The Macbethian Tragedy of the Indonesian Democracy

Mr Emirza Adi Syailendra, Associate Research Fellow at the S. Rajaratnam School of International Studies (RSIS), Singapore

Tuesday, 19 July 2022 5:00pm

Wellington

Via zoom

A presentation by Mr Emirza Adi Syailendra, Associate Research Fellow at the S. Rajaratnam School of International Studies (RSIS), Singapore

The Asia Forum in collaboration with the New Zealand Institute of International Affairs - Wellington Branch invite you to attend a virtual presentation by Mr Emirza Adi Syailendra, Associate Research Fellow at the Indonesia Programme of the S. Rajaratnam School of International Studies (RSIS), Nanyang Technological University (NTU), Singapore.

Please note, the Zoom meeting ID will be sent to registered attendees prior to the event.

Mr Emirza Adi Syailendra

Emirza Adi Syailendra is an Associate Research Fellow at the Indonesia Programme of the S. Rajaratnam School of International Studies (RSIS), Nanyang Technological University (NTU), Singapore. His research covers civil-military relations and democracy in Indonesia, maritime Southeast Asian countries’ relations with China, and Asian Security.

Emir is currently completing his PhD at the Strategic and Defence Studies Centre, Coral Bell School of Asia Pacific Affairs, Australian National University. His public affairs commentaries have appeared in many international outlets including Foreign Affairs, China People’s Daily, the Diplomat, Inside Indonesia, and the RSIS Commentary series. Refereed publications include articles in Asian Security, Asia Policy, World Development, and Indonesia Journal.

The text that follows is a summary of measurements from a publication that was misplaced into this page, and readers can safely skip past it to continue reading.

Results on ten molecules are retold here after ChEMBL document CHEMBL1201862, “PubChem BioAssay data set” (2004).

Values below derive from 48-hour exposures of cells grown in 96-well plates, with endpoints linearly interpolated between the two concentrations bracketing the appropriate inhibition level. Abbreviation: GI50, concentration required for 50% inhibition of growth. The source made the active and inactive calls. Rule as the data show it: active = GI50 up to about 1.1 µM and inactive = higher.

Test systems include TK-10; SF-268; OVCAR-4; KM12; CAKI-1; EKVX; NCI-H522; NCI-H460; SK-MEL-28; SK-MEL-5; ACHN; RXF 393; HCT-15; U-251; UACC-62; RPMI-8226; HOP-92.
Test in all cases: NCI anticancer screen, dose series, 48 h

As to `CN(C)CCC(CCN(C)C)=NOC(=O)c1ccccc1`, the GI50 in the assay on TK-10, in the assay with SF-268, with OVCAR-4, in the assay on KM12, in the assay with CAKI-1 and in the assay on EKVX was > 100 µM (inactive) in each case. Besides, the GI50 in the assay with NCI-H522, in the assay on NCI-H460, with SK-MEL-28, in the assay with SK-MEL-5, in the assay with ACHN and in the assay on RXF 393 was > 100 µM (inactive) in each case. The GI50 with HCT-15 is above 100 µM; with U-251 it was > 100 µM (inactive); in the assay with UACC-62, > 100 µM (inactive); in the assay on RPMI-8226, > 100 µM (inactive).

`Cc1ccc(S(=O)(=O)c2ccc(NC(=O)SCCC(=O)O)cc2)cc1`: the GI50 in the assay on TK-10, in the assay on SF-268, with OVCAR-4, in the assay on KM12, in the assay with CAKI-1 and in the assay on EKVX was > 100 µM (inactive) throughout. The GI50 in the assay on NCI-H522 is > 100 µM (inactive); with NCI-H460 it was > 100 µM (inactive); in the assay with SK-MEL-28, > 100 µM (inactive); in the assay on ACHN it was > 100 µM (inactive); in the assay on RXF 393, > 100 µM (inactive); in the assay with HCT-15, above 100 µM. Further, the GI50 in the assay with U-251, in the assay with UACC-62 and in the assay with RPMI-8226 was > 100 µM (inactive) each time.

Abstract

The Macbethian Tragedy of the Indonesian Democracy

Who is responsible for the death of the Indonesian democracy? This talk will explore this provocative question with the objective not of finding the answer but of using it as a compass pointing to the circularity of patterns in the Indonesian democracy: a system that fosters bad actors, and the actors that perpetuate an environment that is hostile to accountability. The question of determinism and freewill is also core to Shakespeare's Tragedy of Macbeth. Macbeth interrogates the dilemma of agency through evaluating the culpability of despotic behaviour––exposing the tension between individual volition, groupthink, and systemic pressures. Employing this Shakespearean analogy to Indonesian politics is also apt as the notion of Kingship is deeply intertwined with the exercise of control in Indonesian politics.

Using this framework, this talk attempts to grapple with three themes:

Surveying President Joko Widodo's (Jokowi) consolidation of power and his flirtation with undemocratic forces to gain control.

Drawing a parallel between actors in Macbeth and politicians in Indonesia, so we can evaluate their complicity in causing the slow demise of Indonesia's democracy.

Understanding the root of the resilience of the Pemuda (youth movement) that continues to balance Indonesian elites’ despotic tendencies.

While the theme of tragedy indicates a circumstance that is not easily rectified, the resilience of indigenous democratic forces in Indonesia is something to be cherished, understood, and supported.